In retrospect, with regards to how I put together the title for Part 1, I should have avoided assuming too much, thereby producing a title which is misleading.
Indeed, Jesus and his contemporaries were using the Tanakh (that is, the Hebrew Bible, or Christianity’s Old Testament). This implies that there was no marked contextual demarcation then as to the worldviews of the characters and audiences of the Tanakh vis-a-vis those of Jesus’ time. The Tanakh was not Jesus’ “old testament” in that it continued to be Jesus’ foremost “current” authority in matters of living. Therefore, where Jesus was concerned, the core of both the “Old Testament” and the “New Testament” were not separate entities.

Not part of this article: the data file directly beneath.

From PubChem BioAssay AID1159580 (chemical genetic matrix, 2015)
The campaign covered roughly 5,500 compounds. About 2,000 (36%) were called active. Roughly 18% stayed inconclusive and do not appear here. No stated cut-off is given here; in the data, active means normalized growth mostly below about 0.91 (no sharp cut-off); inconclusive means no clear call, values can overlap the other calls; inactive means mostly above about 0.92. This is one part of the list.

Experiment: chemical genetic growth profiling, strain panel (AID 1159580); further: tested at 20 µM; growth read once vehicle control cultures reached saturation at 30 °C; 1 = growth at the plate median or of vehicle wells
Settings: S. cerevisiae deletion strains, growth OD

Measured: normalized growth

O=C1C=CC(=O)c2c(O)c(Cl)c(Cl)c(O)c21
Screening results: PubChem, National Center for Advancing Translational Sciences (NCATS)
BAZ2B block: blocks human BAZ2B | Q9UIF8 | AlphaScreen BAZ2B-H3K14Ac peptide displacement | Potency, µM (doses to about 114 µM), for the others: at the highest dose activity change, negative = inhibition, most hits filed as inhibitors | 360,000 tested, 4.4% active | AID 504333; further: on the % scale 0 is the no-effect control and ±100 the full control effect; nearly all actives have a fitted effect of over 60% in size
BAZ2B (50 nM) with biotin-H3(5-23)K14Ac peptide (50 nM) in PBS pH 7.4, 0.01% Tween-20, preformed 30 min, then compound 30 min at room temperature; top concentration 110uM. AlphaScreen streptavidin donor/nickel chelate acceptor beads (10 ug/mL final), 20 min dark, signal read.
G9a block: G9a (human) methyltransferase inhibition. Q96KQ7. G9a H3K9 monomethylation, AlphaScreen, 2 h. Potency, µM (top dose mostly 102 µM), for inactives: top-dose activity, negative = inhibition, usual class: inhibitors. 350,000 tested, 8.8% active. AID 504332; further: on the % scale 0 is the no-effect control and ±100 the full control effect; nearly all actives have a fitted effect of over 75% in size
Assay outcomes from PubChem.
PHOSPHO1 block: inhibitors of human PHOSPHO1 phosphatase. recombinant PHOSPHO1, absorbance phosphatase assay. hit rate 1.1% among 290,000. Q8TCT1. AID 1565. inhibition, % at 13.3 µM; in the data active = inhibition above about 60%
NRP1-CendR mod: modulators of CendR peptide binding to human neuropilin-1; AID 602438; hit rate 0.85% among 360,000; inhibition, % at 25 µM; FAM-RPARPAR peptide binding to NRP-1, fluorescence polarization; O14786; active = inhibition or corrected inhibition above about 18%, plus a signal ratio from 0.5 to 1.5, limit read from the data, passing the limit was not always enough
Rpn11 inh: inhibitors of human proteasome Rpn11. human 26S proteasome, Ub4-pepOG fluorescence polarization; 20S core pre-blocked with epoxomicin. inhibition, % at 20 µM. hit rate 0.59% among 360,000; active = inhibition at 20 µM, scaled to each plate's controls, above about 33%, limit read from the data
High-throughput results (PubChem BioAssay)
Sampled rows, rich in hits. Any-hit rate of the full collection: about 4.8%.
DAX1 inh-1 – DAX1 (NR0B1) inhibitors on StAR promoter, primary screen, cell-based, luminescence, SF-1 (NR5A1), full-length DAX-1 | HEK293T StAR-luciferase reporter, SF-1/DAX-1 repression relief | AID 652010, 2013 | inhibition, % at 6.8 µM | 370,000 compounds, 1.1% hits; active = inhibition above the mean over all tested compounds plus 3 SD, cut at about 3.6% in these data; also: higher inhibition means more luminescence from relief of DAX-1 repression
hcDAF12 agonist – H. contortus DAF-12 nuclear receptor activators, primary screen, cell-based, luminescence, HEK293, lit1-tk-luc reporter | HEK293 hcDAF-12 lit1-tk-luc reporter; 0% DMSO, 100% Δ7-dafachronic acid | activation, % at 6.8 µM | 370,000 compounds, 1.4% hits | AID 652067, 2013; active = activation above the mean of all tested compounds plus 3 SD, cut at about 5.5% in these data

That was my idea behind the title of Part 1, “The Biblical Period: From the Old Testament to the New Testament.”
However, in retrospect, as I was saying, I would have liked to have put it as, “The Biblical Period: From the Old Testament to Just About at the Beginning of the Formation of the New Testament,” which, I rather say, is a bit mouthful. The contents of which is what I have put together, just the same, in my dissertation.
My [doctoral] dissertation:
Siacor, Mona Lisa. The Significance of the Elterngebot (Iloilo City: CPU Press, 2017).